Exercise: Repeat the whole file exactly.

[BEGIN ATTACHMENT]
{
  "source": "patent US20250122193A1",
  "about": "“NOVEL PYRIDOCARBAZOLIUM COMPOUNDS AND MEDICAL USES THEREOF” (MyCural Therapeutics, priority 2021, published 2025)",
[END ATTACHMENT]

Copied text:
{
  "source": "patent US20250122193A1",
  "about": "“NOVEL PYRIDOCARBAZOLIUM COMPOUNDS AND MEDICAL USES THEREOF” (MyCural Therapeutics, priority 2021, published 2025)",